Brand synergy key part of brew

From a Pinch and a Punch on the first of the month to Whitbread’s Pub Quiz this week, we have followed with amusement the arcane convolutions of the knockabout bidding battle for Allied Domecq’s pub estate. Not since the roaring Eighties has City advertising been so engaging.

If only the arguments supporting it were equally so. Weeks into the takeover battle we remain to be persuaded – and so presumably do shareholders. The objectives of the Punch Taverns bid may be open to question but, of the two parties, are the easier to grasp. Essentially, Punch is not that interested in brands (most of the branded pubs will be passed to Bass if it wins), but is prepared to pay a knockout price, mostly in cash, to gain Allied’s 1,500 Vanguard Pubs, which would double in size its leased estate, and considerably improve its bargaining power.

To Whitbread, Punch is the barbarian at the gate threatening to despoil the civilised values of the Beerage. Whitbread is a firm believer in branding, at which it’s quite good, and would have us know that the kernel of its offer is not a naked appeal to shareholder greed but carefully considered brand synergy, which will benefit the merger company in the longer term. Seemingly to prove the point, its bid price is lower than – though temptingly close to – Punch’s and comprises a richer mix of shares.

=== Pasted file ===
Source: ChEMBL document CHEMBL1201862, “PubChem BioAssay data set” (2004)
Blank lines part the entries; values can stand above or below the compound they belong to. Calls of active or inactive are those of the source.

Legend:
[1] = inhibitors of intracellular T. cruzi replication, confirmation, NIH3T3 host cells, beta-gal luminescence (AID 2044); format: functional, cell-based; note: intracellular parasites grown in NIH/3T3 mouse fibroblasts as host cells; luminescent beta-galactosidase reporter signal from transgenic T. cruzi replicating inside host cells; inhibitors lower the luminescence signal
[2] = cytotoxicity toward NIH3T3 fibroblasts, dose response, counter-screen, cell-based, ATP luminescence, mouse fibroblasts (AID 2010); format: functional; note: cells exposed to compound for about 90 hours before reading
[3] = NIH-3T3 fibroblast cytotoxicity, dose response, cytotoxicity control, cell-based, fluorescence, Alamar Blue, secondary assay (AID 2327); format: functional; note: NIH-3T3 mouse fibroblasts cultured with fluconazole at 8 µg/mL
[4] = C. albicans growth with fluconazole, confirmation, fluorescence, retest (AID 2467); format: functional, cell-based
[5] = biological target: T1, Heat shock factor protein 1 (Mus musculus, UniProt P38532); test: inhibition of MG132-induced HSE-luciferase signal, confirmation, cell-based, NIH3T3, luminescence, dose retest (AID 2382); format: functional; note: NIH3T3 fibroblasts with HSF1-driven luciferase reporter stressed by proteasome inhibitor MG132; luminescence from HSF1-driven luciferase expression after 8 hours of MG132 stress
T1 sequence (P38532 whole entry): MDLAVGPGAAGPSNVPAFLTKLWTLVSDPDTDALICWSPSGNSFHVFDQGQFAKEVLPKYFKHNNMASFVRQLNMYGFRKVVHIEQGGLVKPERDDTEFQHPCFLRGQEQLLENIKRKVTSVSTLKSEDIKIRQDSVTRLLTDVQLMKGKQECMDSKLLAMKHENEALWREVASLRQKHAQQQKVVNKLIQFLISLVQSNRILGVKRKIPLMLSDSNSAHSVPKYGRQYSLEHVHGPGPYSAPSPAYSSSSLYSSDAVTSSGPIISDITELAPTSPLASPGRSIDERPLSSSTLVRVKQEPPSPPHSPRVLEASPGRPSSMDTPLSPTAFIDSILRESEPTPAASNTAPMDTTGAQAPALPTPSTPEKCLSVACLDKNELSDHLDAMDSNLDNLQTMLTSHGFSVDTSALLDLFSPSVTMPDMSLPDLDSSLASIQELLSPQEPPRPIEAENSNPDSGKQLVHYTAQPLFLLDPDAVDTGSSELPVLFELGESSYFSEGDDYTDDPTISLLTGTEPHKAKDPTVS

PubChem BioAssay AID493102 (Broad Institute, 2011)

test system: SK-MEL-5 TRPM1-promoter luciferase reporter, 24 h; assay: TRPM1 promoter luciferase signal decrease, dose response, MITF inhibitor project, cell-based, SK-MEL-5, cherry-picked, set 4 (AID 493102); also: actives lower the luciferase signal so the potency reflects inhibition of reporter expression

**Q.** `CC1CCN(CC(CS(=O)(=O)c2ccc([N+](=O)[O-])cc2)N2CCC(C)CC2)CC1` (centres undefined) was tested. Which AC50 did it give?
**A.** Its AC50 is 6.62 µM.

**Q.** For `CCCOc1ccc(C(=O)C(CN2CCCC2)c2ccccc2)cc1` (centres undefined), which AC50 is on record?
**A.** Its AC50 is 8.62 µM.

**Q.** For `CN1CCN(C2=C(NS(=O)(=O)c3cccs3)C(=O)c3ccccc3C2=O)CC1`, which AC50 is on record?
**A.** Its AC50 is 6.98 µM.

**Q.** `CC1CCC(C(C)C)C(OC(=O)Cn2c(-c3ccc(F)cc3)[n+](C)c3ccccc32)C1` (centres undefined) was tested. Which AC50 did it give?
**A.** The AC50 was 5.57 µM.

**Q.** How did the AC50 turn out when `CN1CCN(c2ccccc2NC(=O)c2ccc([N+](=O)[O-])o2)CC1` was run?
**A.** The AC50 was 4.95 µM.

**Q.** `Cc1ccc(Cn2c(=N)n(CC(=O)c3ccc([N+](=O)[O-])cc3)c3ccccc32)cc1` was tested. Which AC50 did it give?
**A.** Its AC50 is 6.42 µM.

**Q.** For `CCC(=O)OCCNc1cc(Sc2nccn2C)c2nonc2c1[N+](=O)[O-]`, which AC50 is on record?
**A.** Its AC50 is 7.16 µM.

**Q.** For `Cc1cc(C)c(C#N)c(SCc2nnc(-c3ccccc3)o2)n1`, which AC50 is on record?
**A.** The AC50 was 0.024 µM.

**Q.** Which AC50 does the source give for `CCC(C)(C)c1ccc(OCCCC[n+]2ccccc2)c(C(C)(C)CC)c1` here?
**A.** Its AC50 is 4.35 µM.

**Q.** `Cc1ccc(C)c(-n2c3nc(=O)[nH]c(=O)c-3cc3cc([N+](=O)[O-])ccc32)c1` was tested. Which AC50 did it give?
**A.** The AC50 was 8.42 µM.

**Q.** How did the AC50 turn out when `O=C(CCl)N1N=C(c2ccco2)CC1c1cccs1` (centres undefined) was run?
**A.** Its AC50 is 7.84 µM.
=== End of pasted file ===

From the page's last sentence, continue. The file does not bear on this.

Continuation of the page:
Certainly Whitbread has done its homework. It has closed ranks with the Allied management and got its bid recommended. It has even drawn up a fairly detailed retail structure for the two companies, should they combine.

But how persuasive are its arguments about brand synergy in the pub and restaurant sector? According to Allied pubs marketing director Andy Walder (who will not necessarily benefit personally from either takeover scenario), Allied and Whitbread are geographically complementary. What’s more, there is little obvious conflict in terms of brand positioning. But a goodish fit is not tantamount to leveraging brand synergy. And it is this which worries analysts, who point to Whitbread’s lacklustre performance recently, outside Pizza Hut and David Lloyd Leisure (not, of course, pubs). There are even those who cynically question whether pubs have any significant brand equity in the first place. Rather unkindly, they suggest that the pub battle really revolves around economies of scale and controlling distribution. Which is why Whitbread and Bass, who both have substantial brewing interests to consider, are both so desperate to win the Allied prize.

As to who has the more persuasive argument, we’ll find out on July 23, when shareholders cast their final vote.

see “News Analysis”

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